Because winged euonymus is essentially immune to scale, the traditional nemesis of the euonymus family, it has few pest problems.
Foliage Curls, Turns Yellow Can Be Caused By Aphids
Aphids are soft-bodied, pear-shaped, green, brown, black, or pinkish insects a little bigger than the head of a pin. They cluster on tender new growth and suck sap from leaves and stems, causing foliage to curl, pucker, and yellow, and reducing the plant's vigor. Ants, attracted by the aphids' honeydew secretions, wander over the plants and protect the pests from natural enemies. Check leaf undersides for small groups of aphids. For light infestations, spray the undersides of the winged euonymus leaves vigorously with water three times, once every other day, in the early morning. In cases of heavy infestation spray visible aphids with insecticidal soap every 2 to 3 days. As a last resort, spray them with pyrethrum spray. For more information see the file on Controlling Aphids
Leaves Discolored Often Caused By Thrips
Adult thrips are tiny, slender insects, 1/25 inch long, variously colored pale yellowish, black or brown. They rasp leaves and petals, sucking sap from the injury. Leaf surfaces become flecked and whitened and the tips wither, curl up and die. Leaf undersides are spotted with tiny black specks of excrement. Since thrips quickly burrow out of sight deep between petals, early identification and control is essential. Set out yellow sticky traps about 4 weeks after last frost as early warning devices. As soon as you spot thrips on the trap, spray insecticidal soap on nearby winged euonymus shrubs every three days for two weeks.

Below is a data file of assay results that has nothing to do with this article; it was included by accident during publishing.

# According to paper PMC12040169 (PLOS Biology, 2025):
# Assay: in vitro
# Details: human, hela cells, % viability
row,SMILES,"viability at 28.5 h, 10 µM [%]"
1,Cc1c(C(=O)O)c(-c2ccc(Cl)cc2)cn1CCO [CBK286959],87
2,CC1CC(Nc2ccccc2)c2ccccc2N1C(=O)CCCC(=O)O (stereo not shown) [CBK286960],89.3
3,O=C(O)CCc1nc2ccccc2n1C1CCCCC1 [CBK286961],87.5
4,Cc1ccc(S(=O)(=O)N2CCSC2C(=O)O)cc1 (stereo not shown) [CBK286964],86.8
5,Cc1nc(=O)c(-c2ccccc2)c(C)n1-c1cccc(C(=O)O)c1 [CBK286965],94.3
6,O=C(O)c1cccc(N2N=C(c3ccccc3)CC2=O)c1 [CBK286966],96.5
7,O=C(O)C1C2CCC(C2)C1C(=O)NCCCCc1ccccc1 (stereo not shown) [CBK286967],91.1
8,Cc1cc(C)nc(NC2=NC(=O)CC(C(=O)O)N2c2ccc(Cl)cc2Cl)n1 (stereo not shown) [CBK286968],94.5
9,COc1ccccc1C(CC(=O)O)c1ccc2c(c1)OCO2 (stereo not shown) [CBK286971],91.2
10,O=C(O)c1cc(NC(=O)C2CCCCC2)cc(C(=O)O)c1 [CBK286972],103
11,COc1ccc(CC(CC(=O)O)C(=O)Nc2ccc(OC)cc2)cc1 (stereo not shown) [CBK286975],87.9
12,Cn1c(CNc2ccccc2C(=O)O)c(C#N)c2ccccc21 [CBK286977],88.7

Tumor-like Swellings On Trunk Or Branches Is Usually Crown Gall
A bacterium infects shrubs through wounds and stimulates cells to form tumorlike swellings (galls) with irregular rough surfaces. To avoid crown gall, avoid planting winged euonymus shrubs with suspicious galls on their roots or stems. Destroy heavily infected plants. If only a few galls are present, cut off and destroy the affected stems. Sterilize pruning tools afterward in 70% denatured alcohol to avoid spreading the disease
Sunken Spots On Leaves Can Be Anthracnose
This fungal disease forms distinct lesions on leaves, which appear as moist, sunken spots with fruiting bodies in the center. Leaf spots may run together, resembling a blotch or blight. The dead areas follow the veins or are bounded by larger veins. Sometimes the tips of branches die back to several inches below the buds. Pustules containing pinkish spores appear. Dieback and defoliation may occur in severe cases. Gather and destroy infected fallen leaves. Prune away diseased branches. Maintain plant vigor by feeding and watering well, especially during droughts. Spray with a copper fungicide such as Bordeaux mixture. For more information see the file on Controlling Fungal Disease
Leaves Spotted; Turn Brown Can Be Caused By Leaf Spot
Leaf spot diseases caused by various fungi occasionally attack winged euonymus shrubs, causing yellow, brown or black dead blotches on their leaves. Often these spots come together to form larger patches of dead tissue. Gathering and destroying fallen leaves usually controls this disease. If needed, spray the vine with a copper fungicide. For more information see the file on Controlling Fungal Disease
Leaves Covered With White Powder Is Powdery Mildew
Powdery mildew caused by fungi attacks winged euonymus once in a while, especially in the southern states and the Pacific coast. Spray affected shrubs thoroughly with wettable sulfur once or twice at weekly intervals starting as soon as you see the whitish fungus coating the leaves. Collect and discard all aboveground refuse in the fall. For more information see the file on Controlling Fungal Disease
Foliage Burned Can Be Caused By Dogs
Dog urine may discolor winged euonymus foliage and even kill branches. Spraying foliage with an antitranspirant gives some protection. Screen the plants or spray them with an aerosol pet repellant. For more information see the file on Dogs and Cats